Something that I’ve had more time to meditate on:  the power of words, both external and internal.  I have always known that words are important.  Ever since I was chastised for saying I have “bad” (meaning inflexible) hips during yoga a couple years ago, I have made a conscious effort not to use negative words when describing myself.

But, I realize that my brain has found a workaround:  to project how I feel about myself onto others, as if someone else is saying something negative about me, when I think it’s just how I feel about me.  AKA, I think running keeps my generalized anxiety under control, and taking a break lets it all creep up.  This is something I never in a million years would want to admit (not the anxiety part, I don’t care who knows that I’m an anxious person) but the fact that running – and the subsequent exhaustion – might be a crutch for it.

You know what else happens when I take a break?  Tons of FOMO [fear of missing out].  But, FOMO for things I don’t even (normally) care about or want to do.  Suddenly I’m jealous that so-and-so liked a friend’s Instagram post but never likes any of my Instagram posts.  Aren’t we friends, too?  Was there a party I wasn’t invited to and they suddenly become much better friends and have a secret Instagram connection that I don’t know about.  They probably DM each other to talk shit about how many times I post about my dogs and talk about food sensitivities.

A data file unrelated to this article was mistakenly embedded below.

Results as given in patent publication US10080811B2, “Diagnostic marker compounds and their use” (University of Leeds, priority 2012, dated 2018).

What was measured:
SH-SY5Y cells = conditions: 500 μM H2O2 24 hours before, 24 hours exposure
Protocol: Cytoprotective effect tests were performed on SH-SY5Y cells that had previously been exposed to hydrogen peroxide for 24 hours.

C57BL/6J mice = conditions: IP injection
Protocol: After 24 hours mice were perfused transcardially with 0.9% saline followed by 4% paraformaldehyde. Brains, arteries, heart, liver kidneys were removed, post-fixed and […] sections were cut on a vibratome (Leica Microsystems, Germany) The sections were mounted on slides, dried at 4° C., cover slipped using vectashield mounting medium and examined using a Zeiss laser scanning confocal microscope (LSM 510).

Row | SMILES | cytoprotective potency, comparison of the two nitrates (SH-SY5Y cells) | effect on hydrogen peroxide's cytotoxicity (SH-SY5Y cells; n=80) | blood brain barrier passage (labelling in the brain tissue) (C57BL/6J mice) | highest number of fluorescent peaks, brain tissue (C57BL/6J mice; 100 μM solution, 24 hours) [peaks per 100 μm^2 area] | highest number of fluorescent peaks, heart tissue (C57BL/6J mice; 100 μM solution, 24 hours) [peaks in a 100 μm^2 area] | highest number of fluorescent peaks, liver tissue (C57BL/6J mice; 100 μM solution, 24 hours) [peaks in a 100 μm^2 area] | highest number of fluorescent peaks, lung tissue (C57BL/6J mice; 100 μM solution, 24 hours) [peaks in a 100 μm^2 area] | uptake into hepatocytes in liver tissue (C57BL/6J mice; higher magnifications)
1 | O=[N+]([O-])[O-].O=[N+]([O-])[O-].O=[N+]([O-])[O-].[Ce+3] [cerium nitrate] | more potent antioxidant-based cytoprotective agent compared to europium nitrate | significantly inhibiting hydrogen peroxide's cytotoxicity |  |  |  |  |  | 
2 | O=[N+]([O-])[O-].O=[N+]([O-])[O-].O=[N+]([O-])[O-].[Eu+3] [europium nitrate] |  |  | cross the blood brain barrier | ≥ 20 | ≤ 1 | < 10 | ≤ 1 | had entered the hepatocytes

So, why am I sharing this? One of the coolest things about blogging way too much information about my life is that – as it turns out – I’m not a unique and special snowflake, after all.  Lots of people experience the same neuroses as me, and one of the most humbling experiences has been when people contact me to say thanks for making them feel normal.  So, folks, if you’re struggling with weird feelings of jealousy and FOMO and a general funk after some time off from running….you’re not alone!

Originally published on Going Big, or Going Home